Phil-osophically Speaking

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The 18th century author and lexicographer Samuel Johnson said, “it was right that the law should give women so little power, since nature has given them so much.” The narcotic allure of female sexuality has certainly influenced, dominated and destroyed powerful men as the current predicament of Dominique Strauss Kahn, chief of the International Monetary Fund and probable French presidential candidate, who was arrested and charged with seven counts including rape and unlawful imprisonment of a chambermaid in a prominent Manhattan hotel, attests to.

If these egregious charges stick, it would be but another example of men behaving badly toward the powerless, and most conspicuously, toward women. As one scans the landscape of human history, this is hardly surprising since nature in its most pristine manifestations has always been ruled by one thing: mistreatment by the strong against the weak. So it should not be shocking when men like Kahn atavistically revert to form with a behavior that reflects, as Darwin noted about Homo sapiens, “the ineffable stamp of our lowly origins.” But the fact is that we are shocked and that says something different and, I think, better about us as a society than it has in the past. Just think about it. One of the most powerful men in Europe is arrested and imprisoned for allegedly attacking a 32-year-old immigrant chambermaid who was born and raised in Africa.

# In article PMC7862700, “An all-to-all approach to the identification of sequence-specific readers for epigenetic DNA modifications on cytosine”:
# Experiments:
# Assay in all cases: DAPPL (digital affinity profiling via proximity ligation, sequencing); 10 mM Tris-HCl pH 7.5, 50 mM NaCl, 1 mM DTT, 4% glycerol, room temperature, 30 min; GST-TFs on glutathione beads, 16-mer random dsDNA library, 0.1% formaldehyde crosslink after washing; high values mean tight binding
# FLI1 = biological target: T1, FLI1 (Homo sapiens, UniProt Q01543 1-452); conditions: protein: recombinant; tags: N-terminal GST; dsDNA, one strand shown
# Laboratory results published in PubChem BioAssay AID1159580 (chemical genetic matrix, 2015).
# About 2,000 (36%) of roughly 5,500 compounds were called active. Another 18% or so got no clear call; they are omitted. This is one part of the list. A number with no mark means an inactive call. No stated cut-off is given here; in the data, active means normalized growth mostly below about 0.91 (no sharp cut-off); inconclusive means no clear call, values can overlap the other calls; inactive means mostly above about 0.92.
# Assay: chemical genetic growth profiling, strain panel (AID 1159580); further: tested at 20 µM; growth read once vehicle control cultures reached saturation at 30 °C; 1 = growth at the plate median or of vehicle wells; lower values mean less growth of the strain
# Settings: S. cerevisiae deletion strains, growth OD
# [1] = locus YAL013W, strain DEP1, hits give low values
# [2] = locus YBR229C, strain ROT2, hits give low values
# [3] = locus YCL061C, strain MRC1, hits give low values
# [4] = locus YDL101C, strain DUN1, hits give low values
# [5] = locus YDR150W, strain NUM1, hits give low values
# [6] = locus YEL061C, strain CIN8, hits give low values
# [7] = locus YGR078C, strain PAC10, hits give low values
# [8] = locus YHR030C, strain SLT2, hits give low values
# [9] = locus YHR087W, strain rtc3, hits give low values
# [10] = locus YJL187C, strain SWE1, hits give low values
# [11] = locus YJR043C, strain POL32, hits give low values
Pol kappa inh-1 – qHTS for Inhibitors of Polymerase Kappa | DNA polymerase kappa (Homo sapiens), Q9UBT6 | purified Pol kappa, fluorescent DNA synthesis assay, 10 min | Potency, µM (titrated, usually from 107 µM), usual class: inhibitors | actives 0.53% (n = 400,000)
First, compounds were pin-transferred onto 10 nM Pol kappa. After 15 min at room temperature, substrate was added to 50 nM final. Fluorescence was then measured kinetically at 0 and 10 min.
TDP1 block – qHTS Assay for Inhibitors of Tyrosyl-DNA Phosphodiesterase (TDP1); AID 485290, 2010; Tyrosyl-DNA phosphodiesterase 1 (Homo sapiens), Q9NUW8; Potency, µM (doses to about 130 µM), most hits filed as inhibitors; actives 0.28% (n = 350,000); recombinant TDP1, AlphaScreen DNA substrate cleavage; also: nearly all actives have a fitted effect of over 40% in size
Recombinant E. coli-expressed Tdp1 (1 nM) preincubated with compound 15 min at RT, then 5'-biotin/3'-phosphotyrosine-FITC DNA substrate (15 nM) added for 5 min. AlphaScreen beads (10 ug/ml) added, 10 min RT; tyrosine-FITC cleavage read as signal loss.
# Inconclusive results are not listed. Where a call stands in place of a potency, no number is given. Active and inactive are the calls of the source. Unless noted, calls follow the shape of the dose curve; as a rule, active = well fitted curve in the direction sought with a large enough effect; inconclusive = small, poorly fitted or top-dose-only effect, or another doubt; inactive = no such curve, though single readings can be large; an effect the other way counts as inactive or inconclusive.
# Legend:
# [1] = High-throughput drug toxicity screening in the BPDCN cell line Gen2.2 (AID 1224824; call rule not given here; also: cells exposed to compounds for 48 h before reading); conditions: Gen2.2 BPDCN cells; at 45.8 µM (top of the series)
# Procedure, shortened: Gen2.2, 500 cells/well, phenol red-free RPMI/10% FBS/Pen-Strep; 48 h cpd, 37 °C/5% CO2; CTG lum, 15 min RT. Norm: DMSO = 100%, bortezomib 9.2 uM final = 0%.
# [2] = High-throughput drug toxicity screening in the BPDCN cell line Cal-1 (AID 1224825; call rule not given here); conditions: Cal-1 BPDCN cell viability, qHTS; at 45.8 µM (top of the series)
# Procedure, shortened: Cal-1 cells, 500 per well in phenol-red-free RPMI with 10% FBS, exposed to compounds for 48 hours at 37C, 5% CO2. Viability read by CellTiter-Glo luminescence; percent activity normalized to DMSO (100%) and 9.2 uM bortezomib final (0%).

Here in America, sympathy seems to be weighted all on the side of the woman, the powerless, the underdog and none against one of the mighty lords of France. What would Henry VIII have said about all this? But then Henry VIII, while serially licentious, was English and hence we are less judgmental about him than we are about the awful French. Indeed, this political sex scandal has become a political index on what America thinks about the French and their attitudes concerning powerful men and their paramours. Reporter Brian M. Carney relays the results of a phone poll taken in France: “Just 14 percent of respondents were certain that Khan’s arrest was part of a political plot against him. That compares with 22 percent who are certain that it is a setup, and another 35 percent who said it was “probably a frame up, for a total of 57 percent who think it’s likely he was set up. If you count only those in France who politically identify with Khan, the number then soars to a stunning 70 percent.”